Saturday, March 15, 2003

Friedman and Iraq

What Jack Balkin says.

Friedman has given up. What took you so long Tom?

Some days, you pick up the newspaper and you don't know whether to laugh or cry. Let's see, the prime minister of Serbia just got shot, and if that doesn't seem like a bad omen then you missed the class on World War I. Our strongest ally for war in Iraq is Bulgaria — a country I've always had a soft spot for, because it protected its Jews during World War II, but a country that's been on the losing side of every war in the last 100 years. Congress is renaming French fries "freedom fries." George Bush has managed to lose a global popularity contest to Saddam Hussein, and he's looking to build diplomatic support in Europe by flying to the Azores, a remote archipelago in the Atlantic, to persuade the persuaded leaders of Britain and Spain to stand firm with him. I guess the North Pole wasn't available. I've been to the Azores. It was with Secretary of State James Baker on, as I recall, one of his seven trips around the world to build support for Gulf War I. Mr. Baker used the Azores to refuel.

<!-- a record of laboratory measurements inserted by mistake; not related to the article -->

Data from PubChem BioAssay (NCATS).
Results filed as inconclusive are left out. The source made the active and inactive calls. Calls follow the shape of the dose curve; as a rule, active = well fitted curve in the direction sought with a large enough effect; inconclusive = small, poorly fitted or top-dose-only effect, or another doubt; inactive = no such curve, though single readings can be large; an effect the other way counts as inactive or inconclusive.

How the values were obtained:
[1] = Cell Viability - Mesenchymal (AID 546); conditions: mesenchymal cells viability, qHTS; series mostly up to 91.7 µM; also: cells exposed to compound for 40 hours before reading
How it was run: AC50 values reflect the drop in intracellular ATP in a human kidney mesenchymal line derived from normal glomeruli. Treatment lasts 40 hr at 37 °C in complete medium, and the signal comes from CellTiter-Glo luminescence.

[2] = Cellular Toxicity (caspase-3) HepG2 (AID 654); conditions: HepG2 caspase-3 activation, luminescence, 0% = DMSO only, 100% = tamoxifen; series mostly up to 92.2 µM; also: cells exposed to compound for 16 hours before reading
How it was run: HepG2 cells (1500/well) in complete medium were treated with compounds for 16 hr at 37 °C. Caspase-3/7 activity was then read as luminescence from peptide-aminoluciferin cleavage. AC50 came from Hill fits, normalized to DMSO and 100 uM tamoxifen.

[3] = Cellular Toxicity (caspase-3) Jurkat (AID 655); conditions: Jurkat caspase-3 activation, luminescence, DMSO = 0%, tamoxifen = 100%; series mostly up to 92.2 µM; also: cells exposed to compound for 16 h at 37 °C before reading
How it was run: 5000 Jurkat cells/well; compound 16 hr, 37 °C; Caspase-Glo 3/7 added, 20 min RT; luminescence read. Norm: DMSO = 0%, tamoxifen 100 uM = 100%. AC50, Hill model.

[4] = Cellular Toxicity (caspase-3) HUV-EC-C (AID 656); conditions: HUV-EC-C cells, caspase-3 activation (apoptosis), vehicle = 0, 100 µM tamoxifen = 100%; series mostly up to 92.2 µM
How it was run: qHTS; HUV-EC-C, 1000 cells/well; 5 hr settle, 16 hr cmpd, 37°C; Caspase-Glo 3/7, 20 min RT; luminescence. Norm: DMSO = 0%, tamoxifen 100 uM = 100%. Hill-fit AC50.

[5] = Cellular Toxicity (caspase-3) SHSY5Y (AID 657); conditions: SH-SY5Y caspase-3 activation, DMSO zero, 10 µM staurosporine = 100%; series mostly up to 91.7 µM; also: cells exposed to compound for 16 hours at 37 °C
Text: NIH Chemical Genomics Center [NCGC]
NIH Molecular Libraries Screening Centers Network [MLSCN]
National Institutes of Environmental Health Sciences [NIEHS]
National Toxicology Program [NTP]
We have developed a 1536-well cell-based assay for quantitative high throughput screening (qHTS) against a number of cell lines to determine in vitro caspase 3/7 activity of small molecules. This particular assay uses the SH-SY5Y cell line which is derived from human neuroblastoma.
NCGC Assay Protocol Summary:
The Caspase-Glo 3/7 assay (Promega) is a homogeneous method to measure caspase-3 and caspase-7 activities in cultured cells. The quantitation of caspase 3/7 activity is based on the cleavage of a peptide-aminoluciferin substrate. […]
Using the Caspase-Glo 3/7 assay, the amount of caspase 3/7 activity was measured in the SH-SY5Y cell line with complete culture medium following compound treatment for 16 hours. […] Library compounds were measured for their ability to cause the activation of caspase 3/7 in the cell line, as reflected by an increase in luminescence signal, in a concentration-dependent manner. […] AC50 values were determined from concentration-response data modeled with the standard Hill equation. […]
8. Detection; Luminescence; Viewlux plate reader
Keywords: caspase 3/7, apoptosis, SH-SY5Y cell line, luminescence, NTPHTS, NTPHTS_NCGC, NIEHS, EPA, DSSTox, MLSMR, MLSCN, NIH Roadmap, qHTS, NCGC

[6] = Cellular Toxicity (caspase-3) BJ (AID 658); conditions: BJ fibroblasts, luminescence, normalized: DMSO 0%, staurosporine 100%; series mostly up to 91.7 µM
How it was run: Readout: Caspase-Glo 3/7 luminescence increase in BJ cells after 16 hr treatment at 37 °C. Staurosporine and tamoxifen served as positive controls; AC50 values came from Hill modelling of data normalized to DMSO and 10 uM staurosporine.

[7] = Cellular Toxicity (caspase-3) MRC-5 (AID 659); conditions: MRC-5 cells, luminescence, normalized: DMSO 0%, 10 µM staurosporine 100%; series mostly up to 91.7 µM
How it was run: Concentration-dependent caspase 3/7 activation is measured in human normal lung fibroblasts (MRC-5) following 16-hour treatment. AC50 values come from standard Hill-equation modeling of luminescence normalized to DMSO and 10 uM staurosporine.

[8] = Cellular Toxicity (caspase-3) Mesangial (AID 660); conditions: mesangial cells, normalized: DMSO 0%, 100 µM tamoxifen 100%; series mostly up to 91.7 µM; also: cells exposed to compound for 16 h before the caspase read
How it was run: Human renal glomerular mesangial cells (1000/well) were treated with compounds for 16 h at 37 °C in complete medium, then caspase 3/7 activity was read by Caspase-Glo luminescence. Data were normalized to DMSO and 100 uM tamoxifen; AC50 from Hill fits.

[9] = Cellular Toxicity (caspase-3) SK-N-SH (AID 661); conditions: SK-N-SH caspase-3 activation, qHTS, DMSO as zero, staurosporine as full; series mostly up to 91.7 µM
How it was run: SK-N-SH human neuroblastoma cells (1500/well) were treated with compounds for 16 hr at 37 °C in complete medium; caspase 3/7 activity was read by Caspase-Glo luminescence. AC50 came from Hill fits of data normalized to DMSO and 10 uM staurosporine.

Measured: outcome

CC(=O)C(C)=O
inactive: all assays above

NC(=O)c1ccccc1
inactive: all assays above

Friedman's position has always been ridiculous - that Bush wasn't going to war for the same reason/desired outcome that Friedman was, but nonetheless going to war was a good thing. The annoying thing is - aside from the fact that a couple bits of evidence have been determined to be crap, there really isn't any new information out there to change minds on this one. Friedman never really bought into the "Saddam is a danger to the U.S." crap - he just was dreaming of Iraq-the-shining-beacon-of Democracy crap. I just think the cognitive dissonance became too much.